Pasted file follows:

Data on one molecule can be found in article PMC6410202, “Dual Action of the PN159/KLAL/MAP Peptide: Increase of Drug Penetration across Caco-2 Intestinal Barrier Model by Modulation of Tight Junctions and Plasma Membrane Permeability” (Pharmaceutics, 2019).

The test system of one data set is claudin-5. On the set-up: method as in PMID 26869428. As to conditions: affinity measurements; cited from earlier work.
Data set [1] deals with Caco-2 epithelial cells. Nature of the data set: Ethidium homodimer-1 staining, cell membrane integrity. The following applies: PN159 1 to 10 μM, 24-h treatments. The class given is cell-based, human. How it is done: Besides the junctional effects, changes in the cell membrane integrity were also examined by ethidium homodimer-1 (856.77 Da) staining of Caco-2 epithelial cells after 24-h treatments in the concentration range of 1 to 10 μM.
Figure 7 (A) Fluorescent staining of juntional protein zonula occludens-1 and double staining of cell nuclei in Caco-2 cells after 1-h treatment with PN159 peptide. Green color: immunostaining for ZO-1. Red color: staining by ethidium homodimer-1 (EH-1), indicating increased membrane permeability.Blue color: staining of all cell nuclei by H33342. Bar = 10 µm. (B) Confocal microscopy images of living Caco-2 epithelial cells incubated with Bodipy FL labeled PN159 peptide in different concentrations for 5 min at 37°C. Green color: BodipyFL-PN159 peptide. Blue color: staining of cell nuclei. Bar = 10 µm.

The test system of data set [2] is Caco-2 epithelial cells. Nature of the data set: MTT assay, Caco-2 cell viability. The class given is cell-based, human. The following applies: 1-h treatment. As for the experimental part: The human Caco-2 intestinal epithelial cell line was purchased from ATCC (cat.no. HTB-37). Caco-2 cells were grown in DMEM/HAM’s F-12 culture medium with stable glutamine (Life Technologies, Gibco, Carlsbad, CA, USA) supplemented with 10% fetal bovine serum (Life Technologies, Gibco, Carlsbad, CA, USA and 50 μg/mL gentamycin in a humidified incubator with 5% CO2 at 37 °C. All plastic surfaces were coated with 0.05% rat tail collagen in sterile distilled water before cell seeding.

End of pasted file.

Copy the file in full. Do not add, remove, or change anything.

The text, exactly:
Data on one molecule can be found in article PMC6410202, “Dual Action of the PN159/KLAL/MAP Peptide: Increase of Drug Penetration across Caco-2 Intestinal Barrier Model by Modulation of Tight Junctions and Plasma Membrane Permeability” (Pharmaceutics, 2019).

The test system of one data set is claudin-5. On the set-up: method as in PMID 26869428. As to conditions: affinity measurements; cited from earlier work.
Data set [1] deals with Caco-2 epithelial cells. Nature of the data set: Ethidium homodimer-1 staining, cell membrane integrity. The following applies: PN159 1 to 10 μM, 24-h treatments. The class given is cell-based, human. How it is done: Besides the junctional effects, changes in the cell membrane integrity were also examined by ethidium homodimer-1 (856.77 Da) staining of Caco-2 epithelial cells after 24-h treatments in the concentration range of 1 to 10 μM.
Figure 7 (A) Fluorescent staining of juntional protein zonula occludens-1 and double staining of cell nuclei in Caco-2 cells after 1-h treatment with PN159 peptide. Green color: immunostaining for ZO-1. Red color: staining by ethidium homodimer-1 (EH-1), indicating increased membrane permeability.Blue color: staining of all cell nuclei by H33342. Bar = 10 µm. (B) Confocal microscopy images of living Caco-2 epithelial cells incubated with Bodipy FL labeled PN159 peptide in different concentrations for 5 min at 37°C. Green color: BodipyFL-PN159 peptide. Blue color: staining of cell nuclei. Bar = 10 µm.

The test system of data set [2] is Caco-2 epithelial cells. Nature of the data set: MTT assay, Caco-2 cell viability. The class given is cell-based, human. The following applies: 1-h treatment. As for the experimental part: The human Caco-2 intestinal epithelial cell line was purchased from ATCC (cat.no. HTB-37). Caco-2 cells were grown in DMEM/HAM’s F-12 culture medium with stable glutamine (Life Technologies, Gibco, Carlsbad, CA, USA) supplemented with 10% fetal bovine serum (Life Technologies, Gibco, Carlsbad, CA, USA and 50 μg/mL gentamycin in a humidified incubator with 5% CO2 at 37 °C. All plastic surfaces were coated with 0.05% rat tail collagen in sterile distilled water before cell seeding.